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Painful menstruation


11. 07. 2019

The most common form of painful menstruation is called “primary dysmenorrhea”. It is a disorder that most commonly affects young girls and manifests as cramping pains in the lower abdomen in the first day, or at most in the first three days of the period.

Pains in the lower abdomen and often accompanied by headaches, nausea or diarrhoea. The cause of this disorder is now well known: the pain is caused by an increased production of substances called “prostaglandins” which are created in the pre-menstrual uterine mucosa and cause convulsive contractions of the uterus.


Primary dysmenorrhea

Primary dysmenorrhea manifests through cramping pains in the lower abdomen during the first day of the period (sometimes it can continue throughout the second, and rarely the third day of the menstruation). 

One of the possible treatment options is the use of birth control pills. The success rate is about 90%, and unwanted side effects are minimal. 

If a woman cannot use the pills due to health reasons, or if she is trying to conceive, there are other treatment options available (after a consultation with her gynaecologist.)


Secondary dysmenorrhea

Secondary dysmenorrhea is defined as menstrual pains with an underlying physiological problem, which may eventually be removed. The characteristics of the pain associated with secondary dysmenorrhea are different to that of the primary type and can last much longer. 

A gynaecologist must investigate for potential causes, of which the most common is endometriosis. It is a disease of affluence that is becoming increasingly more common in today’s society. Tissue that normally lines the inside of the uterus (the uterine mucosa), grows elsewhere in the body. During menstruation, this tissue starts bleeding as well, but because the blood cannot be excreted out of the body, it causes pain. Another cause of pain is due to tissue adhesions, which are very common in endometriosis.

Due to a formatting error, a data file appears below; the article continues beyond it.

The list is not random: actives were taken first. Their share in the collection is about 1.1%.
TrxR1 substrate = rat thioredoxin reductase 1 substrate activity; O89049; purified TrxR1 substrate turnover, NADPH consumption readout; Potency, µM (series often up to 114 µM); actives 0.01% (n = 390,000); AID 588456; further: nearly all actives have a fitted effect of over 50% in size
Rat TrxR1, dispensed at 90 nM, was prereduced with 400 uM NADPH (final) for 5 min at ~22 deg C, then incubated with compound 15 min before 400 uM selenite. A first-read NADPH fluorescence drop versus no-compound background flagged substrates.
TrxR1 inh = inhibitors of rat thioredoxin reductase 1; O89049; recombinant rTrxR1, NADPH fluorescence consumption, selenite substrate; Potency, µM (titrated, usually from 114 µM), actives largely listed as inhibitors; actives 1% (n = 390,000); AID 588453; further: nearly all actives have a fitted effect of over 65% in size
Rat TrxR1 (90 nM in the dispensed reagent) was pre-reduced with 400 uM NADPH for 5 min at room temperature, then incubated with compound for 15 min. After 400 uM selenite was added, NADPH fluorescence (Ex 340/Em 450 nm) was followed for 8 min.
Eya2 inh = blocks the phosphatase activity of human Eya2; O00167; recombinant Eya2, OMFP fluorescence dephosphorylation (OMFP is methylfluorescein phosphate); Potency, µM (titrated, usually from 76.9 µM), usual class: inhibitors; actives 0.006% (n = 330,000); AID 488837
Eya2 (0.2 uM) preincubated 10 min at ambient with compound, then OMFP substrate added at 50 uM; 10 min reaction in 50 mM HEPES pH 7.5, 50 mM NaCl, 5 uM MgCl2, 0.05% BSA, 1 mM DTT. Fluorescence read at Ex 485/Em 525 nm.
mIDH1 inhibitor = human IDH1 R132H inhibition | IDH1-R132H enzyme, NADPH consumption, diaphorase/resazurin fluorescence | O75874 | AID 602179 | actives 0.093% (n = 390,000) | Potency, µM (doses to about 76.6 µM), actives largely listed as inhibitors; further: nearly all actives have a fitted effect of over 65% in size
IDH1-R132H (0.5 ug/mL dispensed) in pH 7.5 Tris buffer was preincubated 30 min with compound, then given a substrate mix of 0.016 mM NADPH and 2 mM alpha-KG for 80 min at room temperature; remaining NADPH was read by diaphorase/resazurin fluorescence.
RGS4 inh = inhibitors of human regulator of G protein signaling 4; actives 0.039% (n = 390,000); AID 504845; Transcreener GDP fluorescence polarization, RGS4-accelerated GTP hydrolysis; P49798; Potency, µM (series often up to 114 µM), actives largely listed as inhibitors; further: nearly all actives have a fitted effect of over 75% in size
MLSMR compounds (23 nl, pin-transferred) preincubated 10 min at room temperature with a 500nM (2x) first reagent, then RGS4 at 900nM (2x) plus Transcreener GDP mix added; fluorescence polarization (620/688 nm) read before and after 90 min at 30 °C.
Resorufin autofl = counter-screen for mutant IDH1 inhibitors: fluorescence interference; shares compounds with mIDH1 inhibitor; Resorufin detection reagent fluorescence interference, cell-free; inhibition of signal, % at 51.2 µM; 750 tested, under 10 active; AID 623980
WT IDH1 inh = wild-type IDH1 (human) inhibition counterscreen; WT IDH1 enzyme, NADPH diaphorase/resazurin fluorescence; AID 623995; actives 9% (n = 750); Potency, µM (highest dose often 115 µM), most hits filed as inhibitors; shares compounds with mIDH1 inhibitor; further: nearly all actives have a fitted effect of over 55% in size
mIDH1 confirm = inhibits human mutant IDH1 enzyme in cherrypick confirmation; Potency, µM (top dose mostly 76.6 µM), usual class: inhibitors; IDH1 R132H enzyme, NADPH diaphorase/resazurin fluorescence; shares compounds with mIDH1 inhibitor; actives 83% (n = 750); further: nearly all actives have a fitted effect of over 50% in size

The treatment of endometriosis is quite difficult, and usually the treatment focus is on reducing the pain rather than on removing all the lesions caused by endometriosis. 


Random and painful “menstruation” 

If a woman does not usually suffer with painful periods, and she suddenly experiences unexpected bleeding alongside pain, it is always considered a serious symptom, and medical help should be sought out immediately. The cause may be unexpected pregnancy (including an ectopic pregnancy), or an infection of the uterine lining. Therefore, it is highly important that you visit your gynaecologist with any problems you may be experiencing. 

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